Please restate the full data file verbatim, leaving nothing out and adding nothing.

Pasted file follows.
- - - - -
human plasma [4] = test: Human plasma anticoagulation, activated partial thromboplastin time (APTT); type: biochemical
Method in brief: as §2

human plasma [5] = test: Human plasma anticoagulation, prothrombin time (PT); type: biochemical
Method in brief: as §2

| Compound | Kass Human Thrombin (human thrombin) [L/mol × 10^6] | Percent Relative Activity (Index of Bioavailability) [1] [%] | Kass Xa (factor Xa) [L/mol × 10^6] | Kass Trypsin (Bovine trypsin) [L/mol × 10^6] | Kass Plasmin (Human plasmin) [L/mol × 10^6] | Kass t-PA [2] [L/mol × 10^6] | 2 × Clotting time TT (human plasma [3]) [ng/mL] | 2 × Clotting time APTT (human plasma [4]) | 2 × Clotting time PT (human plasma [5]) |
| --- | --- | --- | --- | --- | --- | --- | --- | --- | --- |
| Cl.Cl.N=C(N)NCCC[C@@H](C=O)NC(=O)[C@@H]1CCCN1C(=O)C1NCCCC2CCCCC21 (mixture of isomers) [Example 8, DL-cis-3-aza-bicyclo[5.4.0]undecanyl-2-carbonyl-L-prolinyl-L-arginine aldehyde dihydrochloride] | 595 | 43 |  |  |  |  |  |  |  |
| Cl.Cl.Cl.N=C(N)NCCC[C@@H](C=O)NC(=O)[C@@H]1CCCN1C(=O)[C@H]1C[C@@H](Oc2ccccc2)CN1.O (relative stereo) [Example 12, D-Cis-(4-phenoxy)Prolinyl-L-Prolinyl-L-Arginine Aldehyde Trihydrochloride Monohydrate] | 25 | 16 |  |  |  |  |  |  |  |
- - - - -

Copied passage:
human plasma [4] = test: Human plasma anticoagulation, activated partial thromboplastin time (APTT); type: biochemical
Method in brief: as §2

human plasma [5] = test: Human plasma anticoagulation, prothrombin time (PT); type: biochemical
Method in brief: as §2

| Compound | Kass Human Thrombin (human thrombin) [L/mol × 10^6] | Percent Relative Activity (Index of Bioavailability) [1] [%] | Kass Xa (factor Xa) [L/mol × 10^6] | Kass Trypsin (Bovine trypsin) [L/mol × 10^6] | Kass Plasmin (Human plasmin) [L/mol × 10^6] | Kass t-PA [2] [L/mol × 10^6] | 2 × Clotting time TT (human plasma [3]) [ng/mL] | 2 × Clotting time APTT (human plasma [4]) | 2 × Clotting time PT (human plasma [5]) |
| --- | --- | --- | --- | --- | --- | --- | --- | --- | --- |
| Cl.Cl.N=C(N)NCCC[C@@H](C=O)NC(=O)[C@@H]1CCCN1C(=O)C1NCCCC2CCCCC21 (mixture of isomers) [Example 8, DL-cis-3-aza-bicyclo[5.4.0]undecanyl-2-carbonyl-L-prolinyl-L-arginine aldehyde dihydrochloride] | 595 | 43 |  |  |  |  |  |  |  |
| Cl.Cl.Cl.N=C(N)NCCC[C@@H](C=O)NC(=O)[C@@H]1CCCN1C(=O)[C@H]1C[C@@H](Oc2ccccc2)CN1.O (relative stereo) [Example 12, D-Cis-(4-phenoxy)Prolinyl-L-Prolinyl-L-Arginine Aldehyde Trihydrochloride Monohydrate] | 25 | 16 |  |  |  |  |  |  |  |